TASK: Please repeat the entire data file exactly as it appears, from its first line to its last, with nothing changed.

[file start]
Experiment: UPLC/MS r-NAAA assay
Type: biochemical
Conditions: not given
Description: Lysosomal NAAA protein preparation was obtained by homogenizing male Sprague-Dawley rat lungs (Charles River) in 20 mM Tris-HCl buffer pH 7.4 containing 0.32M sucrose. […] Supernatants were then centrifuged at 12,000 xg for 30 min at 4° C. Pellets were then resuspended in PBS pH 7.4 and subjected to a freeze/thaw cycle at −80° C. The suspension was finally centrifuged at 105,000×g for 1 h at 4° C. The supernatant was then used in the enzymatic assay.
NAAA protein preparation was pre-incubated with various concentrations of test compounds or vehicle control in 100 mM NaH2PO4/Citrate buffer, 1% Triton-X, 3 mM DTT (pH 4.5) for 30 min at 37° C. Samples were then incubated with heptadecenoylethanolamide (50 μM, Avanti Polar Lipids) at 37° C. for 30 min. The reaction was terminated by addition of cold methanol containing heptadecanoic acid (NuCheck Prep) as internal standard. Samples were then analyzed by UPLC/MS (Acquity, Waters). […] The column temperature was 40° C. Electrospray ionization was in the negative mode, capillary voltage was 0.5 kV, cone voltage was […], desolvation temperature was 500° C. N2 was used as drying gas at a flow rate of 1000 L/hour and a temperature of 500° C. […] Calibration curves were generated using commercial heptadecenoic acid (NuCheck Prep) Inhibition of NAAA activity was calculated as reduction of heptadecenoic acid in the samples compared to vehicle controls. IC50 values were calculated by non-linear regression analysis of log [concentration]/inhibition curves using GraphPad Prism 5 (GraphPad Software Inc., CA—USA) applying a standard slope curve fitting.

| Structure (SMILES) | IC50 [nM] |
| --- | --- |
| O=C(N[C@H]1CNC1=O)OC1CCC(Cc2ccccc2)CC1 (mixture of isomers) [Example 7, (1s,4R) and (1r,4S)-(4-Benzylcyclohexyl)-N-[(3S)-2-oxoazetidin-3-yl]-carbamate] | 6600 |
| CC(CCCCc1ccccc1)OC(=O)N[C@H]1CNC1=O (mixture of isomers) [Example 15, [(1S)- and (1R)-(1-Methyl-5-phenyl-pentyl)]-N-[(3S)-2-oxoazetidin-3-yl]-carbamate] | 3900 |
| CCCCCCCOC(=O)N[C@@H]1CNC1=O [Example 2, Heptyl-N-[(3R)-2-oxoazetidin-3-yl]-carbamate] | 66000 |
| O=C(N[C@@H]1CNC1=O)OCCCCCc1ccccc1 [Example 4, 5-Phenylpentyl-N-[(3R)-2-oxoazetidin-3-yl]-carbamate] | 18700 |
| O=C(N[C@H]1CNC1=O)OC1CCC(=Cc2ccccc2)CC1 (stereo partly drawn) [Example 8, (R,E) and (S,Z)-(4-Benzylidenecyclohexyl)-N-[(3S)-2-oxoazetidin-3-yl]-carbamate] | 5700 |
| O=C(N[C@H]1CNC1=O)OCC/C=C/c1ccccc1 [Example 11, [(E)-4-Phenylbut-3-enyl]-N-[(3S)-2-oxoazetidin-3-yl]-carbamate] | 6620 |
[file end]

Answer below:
Experiment: UPLC/MS r-NAAA assay
Type: biochemical
Conditions: not given
Description: Lysosomal NAAA protein preparation was obtained by homogenizing male Sprague-Dawley rat lungs (Charles River) in 20 mM Tris-HCl buffer pH 7.4 containing 0.32M sucrose. […] Supernatants were then centrifuged at 12,000 xg for 30 min at 4° C. Pellets were then resuspended in PBS pH 7.4 and subjected to a freeze/thaw cycle at −80° C. The suspension was finally centrifuged at 105,000×g for 1 h at 4° C. The supernatant was then used in the enzymatic assay.
NAAA protein preparation was pre-incubated with various concentrations of test compounds or vehicle control in 100 mM NaH2PO4/Citrate buffer, 1% Triton-X, 3 mM DTT (pH 4.5) for 30 min at 37° C. Samples were then incubated with heptadecenoylethanolamide (50 μM, Avanti Polar Lipids) at 37° C. for 30 min. The reaction was terminated by addition of cold methanol containing heptadecanoic acid (NuCheck Prep) as internal standard. Samples were then analyzed by UPLC/MS (Acquity, Waters). […] The column temperature was 40° C. Electrospray ionization was in the negative mode, capillary voltage was 0.5 kV, cone voltage was […], desolvation temperature was 500° C. N2 was used as drying gas at a flow rate of 1000 L/hour and a temperature of 500° C. […] Calibration curves were generated using commercial heptadecenoic acid (NuCheck Prep) Inhibition of NAAA activity was calculated as reduction of heptadecenoic acid in the samples compared to vehicle controls. IC50 values were calculated by non-linear regression analysis of log [concentration]/inhibition curves using GraphPad Prism 5 (GraphPad Software Inc., CA—USA) applying a standard slope curve fitting.

| Structure (SMILES) | IC50 [nM] |
| --- | --- |
| O=C(N[C@H]1CNC1=O)OC1CCC(Cc2ccccc2)CC1 (mixture of isomers) [Example 7, (1s,4R) and (1r,4S)-(4-Benzylcyclohexyl)-N-[(3S)-2-oxoazetidin-3-yl]-carbamate] | 6600 |
| CC(CCCCc1ccccc1)OC(=O)N[C@H]1CNC1=O (mixture of isomers) [Example 15, [(1S)- and (1R)-(1-Methyl-5-phenyl-pentyl)]-N-[(3S)-2-oxoazetidin-3-yl]-carbamate] | 3900 |
| CCCCCCCOC(=O)N[C@@H]1CNC1=O [Example 2, Heptyl-N-[(3R)-2-oxoazetidin-3-yl]-carbamate] | 66000 |
| O=C(N[C@@H]1CNC1=O)OCCCCCc1ccccc1 [Example 4, 5-Phenylpentyl-N-[(3R)-2-oxoazetidin-3-yl]-carbamate] | 18700 |
| O=C(N[C@H]1CNC1=O)OC1CCC(=Cc2ccccc2)CC1 (stereo partly drawn) [Example 8, (R,E) and (S,Z)-(4-Benzylidenecyclohexyl)-N-[(3S)-2-oxoazetidin-3-yl]-carbamate] | 5700 |
| O=C(N[C@H]1CNC1=O)OCC/C=C/c1ccccc1 [Example 11, [(E)-4-Phenylbut-3-enyl]-N-[(3S)-2-oxoazetidin-3-yl]-carbamate] | 6620 |